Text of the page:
Scottish independence: Business leaders claim case for independence has ‘not been made’

Over 130 business leaders sign open letter claiming the Yes vote would be ‘bad for business’

One day after First Minister Alex Salmond claimed victory in the second TV debate on Scottish independence, more than 130 business leaders have signed an open letter stating that the ‘Yes’ vote would be “bad for business”.

The 133 signatories, who hail from a range of industries including banking, mining, food, and engineering, claim in the letter published on Wednesday that the “business case for Scottish independence has not been made”.

It follows results from polls on Tuesday suggesting Mr Salmond had won Monday night's TV debate against Alistair Darling and his argument for the 'Better Together' campaign.

The letter, published in The Scotsman, claims that the economic ties inside the UK are “very close” and support nearly a million Scottish jobs.

HSBC’s group chairman Douglas Flint is joined by chief executive of mining giant BHP Billiton’s Andrew Mackenzie in making the case against independence, alongside Audrey Baxter, executive chairman of Baxters Food Group, and Ian Curle, chief executive of Edrington, the owner of Scottish whiskey brands The Macallan and The Famous Grouse.

The signatories said that in their role as job creators, they have looked carefully at the arguments for both sides of the debate.

Uncertainty surrounds a number of vital issues including currency, regulation, tax, pensions, EU membership and support for Scottish exports around the world, they argue, and “uncertainty is bad for business”.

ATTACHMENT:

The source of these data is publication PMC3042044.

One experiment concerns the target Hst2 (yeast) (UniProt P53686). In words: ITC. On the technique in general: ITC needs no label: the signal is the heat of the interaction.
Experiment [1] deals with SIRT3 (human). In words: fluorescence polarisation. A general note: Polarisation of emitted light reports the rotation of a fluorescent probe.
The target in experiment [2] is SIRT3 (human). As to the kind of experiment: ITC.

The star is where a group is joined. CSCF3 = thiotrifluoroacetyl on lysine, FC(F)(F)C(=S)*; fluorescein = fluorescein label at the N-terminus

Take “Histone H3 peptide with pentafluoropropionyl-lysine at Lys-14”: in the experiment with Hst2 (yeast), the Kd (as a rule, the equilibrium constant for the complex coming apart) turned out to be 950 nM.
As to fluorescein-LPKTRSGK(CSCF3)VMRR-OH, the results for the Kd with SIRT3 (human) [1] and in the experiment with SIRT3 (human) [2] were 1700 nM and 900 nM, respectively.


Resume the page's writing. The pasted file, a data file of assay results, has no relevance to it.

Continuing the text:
“We should be proud that Scotland is a great place to build businesses and create jobs – success that has been achieved as an integral part of the United Kingdom.

“The United Kingdom gives business the strong platform we must have to invest in jobs and industry. By all continuing to work together, we can keep Scotland flourishing,” the letter reads.

The letter was organised by Keith Cochrane, the chief executive of engineering firm Weir Group, and the companies of the 133 signatories employ around 50,000 people.

But lobby group Business for Scotland ha told the BBC that economic “facts and figures” support Scottish independence, while other business leaders have backed the First Minister’s push for independence over the advantages it would afford businesses.

Donald MacKay, the former head of Scottish Enterprise, has said that independence would place Scotland in a better fiscal position than the rest of the UK.

"An independent Scotland should use that financial advantage to invest in re-engineering our economy towards industrial, manufacturing and tradeable services development," he said.

His support for the ‘Yes’ vote is backed by other business leaders including International Airlines Group (IAG) chief executive Willie Walsh and Ryanair chief Michael O’Leary, in part due to Mr Salmond’s plans to scrap air passenger duty (APD), which both airline chiefs have long called for.  

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